The mind map starts with the central node -- the central idea. Think of it as the central question, or problem you're trying to solve. For example, let's say you are Ara eighteen months ago and really wanted to write. You are committed to this path. You stand on your desk and yell, "No more excuses!" Except that you have an excuse -- and it's a nasty one -- time. I have a demanding job. I travel. I have a wife and two boys and two cats, and, and, and.

So you start at the center node: I need more time to write

Now draw a branch from there and brainstorm options. Don't judge them -- not yet. There are no judgements when you brain storm. Get yourself out of the way. Be objective and belive that a solution is somewhere out there. Maybe early in the morning? write it down. Then draw another branch form the central node. How about during work? write it. Next, what about at nights? What if I quit my job? These are all options.

As you write these branches, you may find that your mind immediately generates an association and wants to develop that option. Let your mind roam here. Don't stop inspiration.

In my case when I wrote "At Nights" I drew a node and wrote "When?" Which then led to three new nodes: a) When I get home from work, b) after dinner, c)After the kids are asleep

I can not stress the power of writing it down. Succinct, crisp phrases. Many will add drawings as they do this. Do whatever feels write. But commit it to paper.

The brain opens up secret doors when you commit things to paper. But I don't have to tell you this, do I? Have you noticed how a story unfolds when you actually write it?

Ara, are there tools for this?

There are a lot of great tools out there. And I've used them all. Here are some:
Click to enlarge image

Pen & Paper

Nothing more powerful than being able to get a piece of paper and solve a major problem while waiting for a venti iced caramel machiato with an extra shot and some cinnamon powder.

Here I've shown a simple example. The issue is the same as above "How do I make time to write?" In fact this is a recreation of the real mind map I created nearly 18 months ago. In the real one I have some things that are "Personal" so I recreated it here for you.

You can see that I am thinking up of anything and everything.

iThoughtsHD for the Apple iPad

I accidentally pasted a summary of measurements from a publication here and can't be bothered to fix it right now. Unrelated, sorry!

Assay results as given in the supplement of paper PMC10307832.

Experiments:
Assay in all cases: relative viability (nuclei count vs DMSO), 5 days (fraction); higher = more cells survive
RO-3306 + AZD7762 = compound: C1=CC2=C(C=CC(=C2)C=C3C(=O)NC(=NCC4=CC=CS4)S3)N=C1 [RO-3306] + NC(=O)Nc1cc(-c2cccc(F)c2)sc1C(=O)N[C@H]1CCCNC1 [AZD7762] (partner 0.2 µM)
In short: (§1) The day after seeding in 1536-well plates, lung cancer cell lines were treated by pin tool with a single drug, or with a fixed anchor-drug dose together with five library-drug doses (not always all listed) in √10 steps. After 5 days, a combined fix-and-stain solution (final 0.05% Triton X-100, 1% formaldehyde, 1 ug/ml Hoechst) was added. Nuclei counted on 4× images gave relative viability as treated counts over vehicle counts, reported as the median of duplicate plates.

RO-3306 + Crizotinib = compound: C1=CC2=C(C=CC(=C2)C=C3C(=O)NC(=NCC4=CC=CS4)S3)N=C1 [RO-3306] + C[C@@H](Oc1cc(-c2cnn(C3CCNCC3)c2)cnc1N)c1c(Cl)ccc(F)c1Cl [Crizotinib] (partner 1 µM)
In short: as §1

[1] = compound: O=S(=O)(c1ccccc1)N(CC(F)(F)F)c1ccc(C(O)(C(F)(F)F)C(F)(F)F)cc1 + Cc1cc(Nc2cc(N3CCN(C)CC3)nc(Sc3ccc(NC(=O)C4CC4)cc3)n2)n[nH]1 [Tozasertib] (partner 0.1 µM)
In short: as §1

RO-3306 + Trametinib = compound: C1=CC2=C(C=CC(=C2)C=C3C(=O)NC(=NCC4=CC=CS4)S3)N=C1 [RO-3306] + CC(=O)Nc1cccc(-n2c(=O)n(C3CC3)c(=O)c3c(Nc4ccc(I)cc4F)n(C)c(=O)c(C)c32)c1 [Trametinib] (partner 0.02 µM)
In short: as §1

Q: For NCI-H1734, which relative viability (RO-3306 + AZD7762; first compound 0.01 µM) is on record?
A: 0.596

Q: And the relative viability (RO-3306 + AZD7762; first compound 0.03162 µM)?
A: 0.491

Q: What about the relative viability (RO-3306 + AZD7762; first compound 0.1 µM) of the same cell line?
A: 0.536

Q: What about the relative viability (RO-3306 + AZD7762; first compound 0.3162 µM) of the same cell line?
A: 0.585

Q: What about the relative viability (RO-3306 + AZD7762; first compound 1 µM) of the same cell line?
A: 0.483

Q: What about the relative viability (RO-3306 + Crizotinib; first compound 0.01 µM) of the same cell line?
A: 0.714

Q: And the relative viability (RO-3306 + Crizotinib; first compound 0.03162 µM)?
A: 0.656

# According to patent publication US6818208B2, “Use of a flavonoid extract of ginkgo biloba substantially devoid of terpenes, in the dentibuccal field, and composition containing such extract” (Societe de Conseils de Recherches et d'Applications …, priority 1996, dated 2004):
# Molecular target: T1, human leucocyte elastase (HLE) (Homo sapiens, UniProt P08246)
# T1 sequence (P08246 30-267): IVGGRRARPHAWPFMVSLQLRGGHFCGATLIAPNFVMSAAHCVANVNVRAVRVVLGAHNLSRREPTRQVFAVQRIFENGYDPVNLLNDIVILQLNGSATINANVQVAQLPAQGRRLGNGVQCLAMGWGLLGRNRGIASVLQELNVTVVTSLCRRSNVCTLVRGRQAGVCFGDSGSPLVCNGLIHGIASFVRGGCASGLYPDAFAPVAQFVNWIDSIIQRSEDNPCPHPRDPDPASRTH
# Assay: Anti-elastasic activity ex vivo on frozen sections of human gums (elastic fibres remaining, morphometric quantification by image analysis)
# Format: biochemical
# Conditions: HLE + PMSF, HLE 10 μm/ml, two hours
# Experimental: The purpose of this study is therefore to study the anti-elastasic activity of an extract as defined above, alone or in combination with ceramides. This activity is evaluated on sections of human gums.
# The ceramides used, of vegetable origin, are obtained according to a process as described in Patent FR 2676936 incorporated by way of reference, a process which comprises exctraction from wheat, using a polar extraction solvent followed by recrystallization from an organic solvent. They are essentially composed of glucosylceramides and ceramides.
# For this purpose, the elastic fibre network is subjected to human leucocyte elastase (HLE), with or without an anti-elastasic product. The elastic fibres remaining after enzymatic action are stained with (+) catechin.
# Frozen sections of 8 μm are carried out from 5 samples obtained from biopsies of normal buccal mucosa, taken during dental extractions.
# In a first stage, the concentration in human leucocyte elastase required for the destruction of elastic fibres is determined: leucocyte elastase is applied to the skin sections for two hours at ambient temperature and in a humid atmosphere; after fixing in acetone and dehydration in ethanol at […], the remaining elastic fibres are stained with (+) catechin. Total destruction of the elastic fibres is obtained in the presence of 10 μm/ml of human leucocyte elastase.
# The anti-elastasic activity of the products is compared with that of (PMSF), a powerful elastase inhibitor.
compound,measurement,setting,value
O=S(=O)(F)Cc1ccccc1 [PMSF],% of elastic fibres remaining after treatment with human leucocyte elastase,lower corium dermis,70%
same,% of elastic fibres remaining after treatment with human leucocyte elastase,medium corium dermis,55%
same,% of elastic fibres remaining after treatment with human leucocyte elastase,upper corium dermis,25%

Say what you will about the iPad. It is a mobile tool that has phenomenal apps for almost anything.

Here's a screen print of this fantastic tool.

When I bought it, it was $5. Now it's $10. And worth every penny. In fact. Pay them extra.

Here I show you a bogus scene in a story. The point here is that I am able to quickly create a mind map, then add comments and images to my thoughts: Thumbs up, thumbs down, etc. I can even create links to show potential associations.


There are other tools like Novamind, which I also use. It's a great application. You can do amazing things with it. Very intuitive but also a few hundred dollars depending on which version you get. In fact, with the iPad and iThoughts HD, I don't see a need for any other tool.

Below is a screen print of a complex mind map I created for fleshing out ideas. One of my reference books is "James Scott Bell's Plot & Structure. JSB explains the LOCK framework (Lead - Objective - Challenge - Knockout Ending). I created a template in Novamind so that I think of these items as I develop the concept.

A final word on the concept of "solution." Sometimes the solution is a painful one. It does not change the fact that it is a solution. In my case, in order to write I had to give up the concept of seven hours of sleep. So when I say that I believe we can find a solution to anything, there is a caveat that says, if it matters to you, you will be more excited over doing what you love and not be too concerned over what you have to give up.


And for sticking with me, I share this video by Stephen Pierce. This video shows you a very simple method in using Mind Mapping to accelerate comprehension when reading. I guarantee that with minimal effort you will be able to retain information better than ever before.

The key is that when you read something or you attend a conference, you need to have a goal, or a purpose for what you hope to learn. Get that etched in, then start mind mapping while listening. I guarantee better comprehension and recollection.

I use mind mapping when I read an article of interest. When I go to conferences and I want to get the core message with all the rest set aside.

I shared my mind map for JSB's LOCK framework. You guessed it. I created that when I first read the book. I wanted to make sure I understood and internalized it.

Fight the good fight.

Tuesday, May 17, 2011

Tools for Brainstorming - Part II (redux)

[Because of the Great Blogger debacle of 2011, I lost my original Part II post along with the comments. So Here is my attempt at recreating the genius I had committed to pixels - Editor]
I've decided to break this segment out into three parts. Why? Because this is my blog, and I can do whatever I want. How you like them apples?

Too heavy handed? Okay fine. How's this: I have so much information, such an avalanche of insight to share, that the only appropriate move is to give each technique their due time.

Or, something like that...

Method II - Sit on the Couch

This method came to me after I read the great James Scott Bell's "The Art of War for Writers." In it, he describes the Voice Journal, which is a great way "get to know" your character. You write in first person, and lay out the character's attitude, way of talking, answering questions that pop up. This is a steam of consciousness type of journaling.

I've used this method often, but I have a bit of a spin on it for the purpose of breaking through when I hit a rough patch.